One of the hardest jobs we have as educators is getting the students to listen to what we say. When lecturing, performing a demonstration, leading a group discussion, listening on the part of the student is critical, yet for some students is hard to do. It’s not that students don’t want to listen to us, the problem is there are barriers that prevent them from listening effectively.
We all know what a barrier is, right? It is something that won’t let us through, it keeps us from going where we want to go. In the classroom, it is something that prevents the student from getting the message that we are delivering. One of the most common classroom barriers we must deal with is physical barriers.
Have you ever been to a conference and been in one of the rooms that is so cold you had trouble paying attention? That is a physical barrier.
Any disturbing factor in the physical environment that prevents full communication is a physical barrier and could include room temperature, distracting activities, and movement, personal discomfort, physical impediments, distracting side conversations, or noise.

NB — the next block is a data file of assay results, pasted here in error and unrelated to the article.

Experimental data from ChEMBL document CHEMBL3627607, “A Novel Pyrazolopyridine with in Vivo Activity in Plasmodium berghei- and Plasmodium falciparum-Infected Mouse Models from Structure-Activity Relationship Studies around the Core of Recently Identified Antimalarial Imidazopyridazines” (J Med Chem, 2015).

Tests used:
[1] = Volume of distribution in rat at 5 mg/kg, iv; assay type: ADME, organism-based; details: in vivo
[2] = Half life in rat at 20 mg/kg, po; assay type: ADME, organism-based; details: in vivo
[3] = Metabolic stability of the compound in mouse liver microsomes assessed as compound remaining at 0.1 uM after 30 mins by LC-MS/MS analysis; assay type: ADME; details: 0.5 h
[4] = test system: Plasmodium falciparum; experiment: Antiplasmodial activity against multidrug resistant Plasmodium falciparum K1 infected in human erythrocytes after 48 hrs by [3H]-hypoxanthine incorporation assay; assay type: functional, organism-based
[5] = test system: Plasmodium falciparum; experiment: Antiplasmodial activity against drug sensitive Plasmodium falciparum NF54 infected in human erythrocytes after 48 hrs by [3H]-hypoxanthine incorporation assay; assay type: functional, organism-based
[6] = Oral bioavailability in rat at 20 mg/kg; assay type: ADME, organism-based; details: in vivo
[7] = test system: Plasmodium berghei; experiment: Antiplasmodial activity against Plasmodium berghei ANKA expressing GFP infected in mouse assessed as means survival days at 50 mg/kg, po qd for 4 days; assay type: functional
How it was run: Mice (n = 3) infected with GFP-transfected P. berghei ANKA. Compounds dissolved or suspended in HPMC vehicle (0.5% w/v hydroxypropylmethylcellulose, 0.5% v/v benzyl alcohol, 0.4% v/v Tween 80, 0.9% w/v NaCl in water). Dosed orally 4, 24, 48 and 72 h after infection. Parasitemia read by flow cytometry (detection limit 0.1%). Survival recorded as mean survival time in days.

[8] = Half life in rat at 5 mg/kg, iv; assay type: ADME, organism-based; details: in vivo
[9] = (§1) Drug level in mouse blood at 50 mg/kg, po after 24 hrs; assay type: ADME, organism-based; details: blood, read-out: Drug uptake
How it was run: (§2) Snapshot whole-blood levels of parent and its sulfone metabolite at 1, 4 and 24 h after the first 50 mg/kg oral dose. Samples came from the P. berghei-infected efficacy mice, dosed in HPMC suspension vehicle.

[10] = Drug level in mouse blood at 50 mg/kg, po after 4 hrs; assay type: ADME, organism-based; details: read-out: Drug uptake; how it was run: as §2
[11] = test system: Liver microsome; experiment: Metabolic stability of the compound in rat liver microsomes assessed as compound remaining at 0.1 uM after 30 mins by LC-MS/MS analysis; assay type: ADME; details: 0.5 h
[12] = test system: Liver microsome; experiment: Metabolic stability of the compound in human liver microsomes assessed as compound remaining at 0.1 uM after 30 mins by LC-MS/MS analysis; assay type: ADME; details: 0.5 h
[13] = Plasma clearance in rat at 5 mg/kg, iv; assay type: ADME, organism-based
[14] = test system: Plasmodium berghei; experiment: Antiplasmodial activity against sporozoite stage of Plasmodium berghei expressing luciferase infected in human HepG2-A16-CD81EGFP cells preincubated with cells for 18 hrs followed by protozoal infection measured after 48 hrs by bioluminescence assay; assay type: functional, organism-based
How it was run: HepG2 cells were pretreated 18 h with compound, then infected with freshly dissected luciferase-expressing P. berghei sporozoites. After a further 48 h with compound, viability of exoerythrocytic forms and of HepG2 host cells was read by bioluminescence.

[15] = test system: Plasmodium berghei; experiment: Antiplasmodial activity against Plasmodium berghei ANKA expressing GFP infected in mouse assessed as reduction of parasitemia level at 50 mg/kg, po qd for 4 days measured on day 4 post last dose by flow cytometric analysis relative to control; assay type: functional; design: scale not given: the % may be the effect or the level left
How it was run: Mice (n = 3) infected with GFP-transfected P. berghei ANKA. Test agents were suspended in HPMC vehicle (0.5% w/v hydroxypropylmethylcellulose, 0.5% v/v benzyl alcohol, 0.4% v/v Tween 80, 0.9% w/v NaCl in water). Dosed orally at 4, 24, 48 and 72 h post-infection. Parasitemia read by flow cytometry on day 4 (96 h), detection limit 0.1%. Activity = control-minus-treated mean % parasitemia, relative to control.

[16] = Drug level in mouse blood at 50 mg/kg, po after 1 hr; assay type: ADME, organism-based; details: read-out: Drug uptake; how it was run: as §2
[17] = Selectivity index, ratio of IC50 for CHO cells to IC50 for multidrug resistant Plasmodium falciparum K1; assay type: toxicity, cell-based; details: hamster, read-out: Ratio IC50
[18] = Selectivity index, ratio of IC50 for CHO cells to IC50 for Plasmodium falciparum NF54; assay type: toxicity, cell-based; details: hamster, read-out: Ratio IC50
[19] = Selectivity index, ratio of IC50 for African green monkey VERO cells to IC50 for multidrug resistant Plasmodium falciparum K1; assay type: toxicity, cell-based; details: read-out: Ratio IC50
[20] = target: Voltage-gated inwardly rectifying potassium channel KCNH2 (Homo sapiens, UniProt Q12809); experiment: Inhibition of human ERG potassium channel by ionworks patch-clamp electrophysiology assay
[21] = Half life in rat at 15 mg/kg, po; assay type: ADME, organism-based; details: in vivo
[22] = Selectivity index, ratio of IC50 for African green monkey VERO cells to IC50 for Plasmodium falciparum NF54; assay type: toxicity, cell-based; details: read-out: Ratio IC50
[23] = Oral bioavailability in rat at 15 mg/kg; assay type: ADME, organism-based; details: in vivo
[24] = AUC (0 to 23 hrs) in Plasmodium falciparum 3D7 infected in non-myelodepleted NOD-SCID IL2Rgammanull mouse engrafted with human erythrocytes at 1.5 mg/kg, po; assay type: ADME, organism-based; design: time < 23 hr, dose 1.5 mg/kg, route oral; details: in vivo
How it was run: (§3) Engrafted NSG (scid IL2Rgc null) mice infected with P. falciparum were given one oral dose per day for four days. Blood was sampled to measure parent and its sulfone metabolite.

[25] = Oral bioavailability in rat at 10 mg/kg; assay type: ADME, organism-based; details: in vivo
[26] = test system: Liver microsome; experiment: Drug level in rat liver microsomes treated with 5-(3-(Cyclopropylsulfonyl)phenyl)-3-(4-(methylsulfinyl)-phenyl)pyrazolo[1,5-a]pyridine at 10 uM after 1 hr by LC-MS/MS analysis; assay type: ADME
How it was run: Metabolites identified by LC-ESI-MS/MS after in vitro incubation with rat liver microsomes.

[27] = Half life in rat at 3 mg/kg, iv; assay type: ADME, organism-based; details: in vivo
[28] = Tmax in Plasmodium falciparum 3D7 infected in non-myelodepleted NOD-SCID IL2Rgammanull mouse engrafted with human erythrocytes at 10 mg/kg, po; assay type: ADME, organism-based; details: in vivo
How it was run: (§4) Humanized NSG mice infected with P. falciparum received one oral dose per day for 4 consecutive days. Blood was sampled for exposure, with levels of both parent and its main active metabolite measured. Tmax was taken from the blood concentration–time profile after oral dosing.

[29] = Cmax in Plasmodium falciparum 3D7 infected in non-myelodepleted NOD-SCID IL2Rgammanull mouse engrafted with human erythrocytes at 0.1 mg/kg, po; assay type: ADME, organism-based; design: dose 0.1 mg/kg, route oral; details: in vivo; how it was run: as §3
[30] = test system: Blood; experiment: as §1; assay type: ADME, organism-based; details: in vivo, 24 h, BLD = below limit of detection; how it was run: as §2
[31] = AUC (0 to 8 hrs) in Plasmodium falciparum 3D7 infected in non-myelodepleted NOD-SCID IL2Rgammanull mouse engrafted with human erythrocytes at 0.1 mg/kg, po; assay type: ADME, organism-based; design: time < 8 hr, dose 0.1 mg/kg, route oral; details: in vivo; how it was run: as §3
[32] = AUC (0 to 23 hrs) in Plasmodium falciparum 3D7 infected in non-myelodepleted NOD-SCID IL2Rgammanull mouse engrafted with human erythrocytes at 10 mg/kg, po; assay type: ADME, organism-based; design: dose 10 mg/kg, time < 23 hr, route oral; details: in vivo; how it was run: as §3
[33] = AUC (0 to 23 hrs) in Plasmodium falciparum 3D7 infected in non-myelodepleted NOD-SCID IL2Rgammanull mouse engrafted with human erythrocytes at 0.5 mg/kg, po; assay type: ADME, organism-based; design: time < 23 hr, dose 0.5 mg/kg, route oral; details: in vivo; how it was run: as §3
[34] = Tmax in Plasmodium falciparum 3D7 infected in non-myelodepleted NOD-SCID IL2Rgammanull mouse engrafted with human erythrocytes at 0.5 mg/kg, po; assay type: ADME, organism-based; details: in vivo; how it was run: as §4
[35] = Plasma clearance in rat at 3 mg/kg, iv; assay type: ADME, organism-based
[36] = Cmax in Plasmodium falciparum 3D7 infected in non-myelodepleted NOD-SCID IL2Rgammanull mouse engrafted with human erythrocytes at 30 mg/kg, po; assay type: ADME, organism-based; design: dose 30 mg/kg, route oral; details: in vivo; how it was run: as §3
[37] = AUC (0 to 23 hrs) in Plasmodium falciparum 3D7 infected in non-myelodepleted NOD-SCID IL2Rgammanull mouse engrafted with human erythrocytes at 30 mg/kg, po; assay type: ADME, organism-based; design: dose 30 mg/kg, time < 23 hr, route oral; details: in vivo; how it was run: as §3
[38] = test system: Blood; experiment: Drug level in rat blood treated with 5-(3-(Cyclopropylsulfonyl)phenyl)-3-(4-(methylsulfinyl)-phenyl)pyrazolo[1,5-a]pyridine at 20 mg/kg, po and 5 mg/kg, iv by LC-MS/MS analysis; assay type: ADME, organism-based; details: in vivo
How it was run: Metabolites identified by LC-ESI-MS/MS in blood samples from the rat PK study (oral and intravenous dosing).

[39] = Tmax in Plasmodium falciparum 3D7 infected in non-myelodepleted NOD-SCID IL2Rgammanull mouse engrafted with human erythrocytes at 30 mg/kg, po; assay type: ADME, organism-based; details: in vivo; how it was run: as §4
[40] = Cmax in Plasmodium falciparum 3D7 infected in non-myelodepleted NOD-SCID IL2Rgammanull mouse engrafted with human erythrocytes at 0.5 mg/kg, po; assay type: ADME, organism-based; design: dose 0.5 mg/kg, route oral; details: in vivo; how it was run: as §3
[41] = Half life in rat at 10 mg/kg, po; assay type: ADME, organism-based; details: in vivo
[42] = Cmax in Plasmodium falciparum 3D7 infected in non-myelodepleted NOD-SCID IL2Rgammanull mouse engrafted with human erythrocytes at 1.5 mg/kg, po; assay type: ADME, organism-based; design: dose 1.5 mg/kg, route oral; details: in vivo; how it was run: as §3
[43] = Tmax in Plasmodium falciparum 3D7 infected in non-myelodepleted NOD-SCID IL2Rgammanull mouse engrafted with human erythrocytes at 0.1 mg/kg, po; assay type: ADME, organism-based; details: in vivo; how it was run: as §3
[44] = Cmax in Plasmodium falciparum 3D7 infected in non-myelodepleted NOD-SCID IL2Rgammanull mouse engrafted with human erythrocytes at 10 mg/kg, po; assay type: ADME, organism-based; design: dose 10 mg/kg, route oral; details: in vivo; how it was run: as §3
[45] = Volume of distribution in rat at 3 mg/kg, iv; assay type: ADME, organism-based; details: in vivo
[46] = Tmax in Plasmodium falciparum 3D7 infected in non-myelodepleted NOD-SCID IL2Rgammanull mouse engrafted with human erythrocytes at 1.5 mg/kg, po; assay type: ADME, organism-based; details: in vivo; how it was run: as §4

For us, as educators, it means that we must monitor this. You might be burning up in the front of the room, but if you see the students are freezing, you must deal with being uncomfortable and make sure they are comfortable. If they are not comfortable, it doesn’t matter what your message is, they are going to have a tough time paying attention.
Distracting activities outside of your classroom can also make it difficult for a student to listen to you. Is your school located in a strip mall with windows to the outside? People coming and going can be very distracting. Arranging the classroom to where they can’t see outside or perhaps get blinds for the windows.
For those of you who deal with harsh winters, what happens on the first beautiful day of spring? Distracting, isn’t it? Hard to pay attention? To help engage the student, consider doing an activity outside (if your state allows).
Side conversations become a barrier to communication. If a small group of students is talking while you are, it is going to prevent students near them from listening. As the educator, you must manage this. I realize that when you have a learner-centered environment, you are going to have a certain amount of side conversations. What is important as an educator is learning to manage these effectively.
Whatever the physical barrier is, as an educator you must monitor and be aware of all that is going on. It is up to you to help eliminate the barriers as much as possible so that your students can listen and learn!